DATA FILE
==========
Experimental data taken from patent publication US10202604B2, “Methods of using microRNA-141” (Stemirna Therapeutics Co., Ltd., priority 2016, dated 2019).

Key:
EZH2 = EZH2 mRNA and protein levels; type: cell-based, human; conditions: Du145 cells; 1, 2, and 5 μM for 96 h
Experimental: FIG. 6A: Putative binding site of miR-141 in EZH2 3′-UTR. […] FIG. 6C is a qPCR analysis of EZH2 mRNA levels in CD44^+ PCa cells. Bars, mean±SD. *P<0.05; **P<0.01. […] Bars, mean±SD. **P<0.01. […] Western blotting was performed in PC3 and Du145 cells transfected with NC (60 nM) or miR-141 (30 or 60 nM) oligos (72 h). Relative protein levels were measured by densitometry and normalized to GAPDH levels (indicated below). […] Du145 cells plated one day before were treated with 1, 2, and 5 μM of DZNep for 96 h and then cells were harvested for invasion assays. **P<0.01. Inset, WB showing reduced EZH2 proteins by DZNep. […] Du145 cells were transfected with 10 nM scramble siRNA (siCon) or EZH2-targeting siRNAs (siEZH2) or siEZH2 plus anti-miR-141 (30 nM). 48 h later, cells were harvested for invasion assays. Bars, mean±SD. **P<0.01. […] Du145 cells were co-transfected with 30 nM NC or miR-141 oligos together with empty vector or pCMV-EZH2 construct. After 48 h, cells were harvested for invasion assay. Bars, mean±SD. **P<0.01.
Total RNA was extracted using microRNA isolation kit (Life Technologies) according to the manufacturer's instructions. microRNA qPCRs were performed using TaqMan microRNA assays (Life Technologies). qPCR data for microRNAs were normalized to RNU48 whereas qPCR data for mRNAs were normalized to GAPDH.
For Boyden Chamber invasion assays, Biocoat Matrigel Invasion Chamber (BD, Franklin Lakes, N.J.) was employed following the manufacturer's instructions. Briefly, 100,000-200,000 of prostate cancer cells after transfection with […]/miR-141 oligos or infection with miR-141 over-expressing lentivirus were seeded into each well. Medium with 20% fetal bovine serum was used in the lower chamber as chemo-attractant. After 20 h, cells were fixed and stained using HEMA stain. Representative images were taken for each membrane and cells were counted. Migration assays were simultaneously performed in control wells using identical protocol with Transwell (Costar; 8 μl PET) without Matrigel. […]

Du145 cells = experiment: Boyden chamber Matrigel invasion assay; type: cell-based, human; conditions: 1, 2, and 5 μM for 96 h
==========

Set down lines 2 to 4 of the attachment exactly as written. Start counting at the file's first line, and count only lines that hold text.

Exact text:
Key:
EZH2 = EZH2 mRNA and protein levels; type: cell-based, human; conditions: Du145 cells; 1, 2, and 5 μM for 96 h
Experimental: FIG. 6A: Putative binding site of miR-141 in EZH2 3′-UTR. […] FIG. 6C is a qPCR analysis of EZH2 mRNA levels in CD44^+ PCa cells. Bars, mean±SD. *P<0.05; **P<0.01. […] Bars, mean±SD. **P<0.01. […] Western blotting was performed in PC3 and Du145 cells transfected with NC (60 nM) or miR-141 (30 or 60 nM) oligos (72 h). Relative protein levels were measured by densitometry and normalized to GAPDH levels (indicated below). […] Du145 cells plated one day before were treated with 1, 2, and 5 μM of DZNep for 96 h and then cells were harvested for invasion assays. **P<0.01. Inset, WB showing reduced EZH2 proteins by DZNep. […] Du145 cells were transfected with 10 nM scramble siRNA (siCon) or EZH2-targeting siRNAs (siEZH2) or siEZH2 plus anti-miR-141 (30 nM). 48 h later, cells were harvested for invasion assays. Bars, mean±SD. **P<0.01. […] Du145 cells were co-transfected with 30 nM NC or miR-141 oligos together with empty vector or pCMV-EZH2 construct. After 48 h, cells were harvested for invasion assay. Bars, mean±SD. **P<0.01.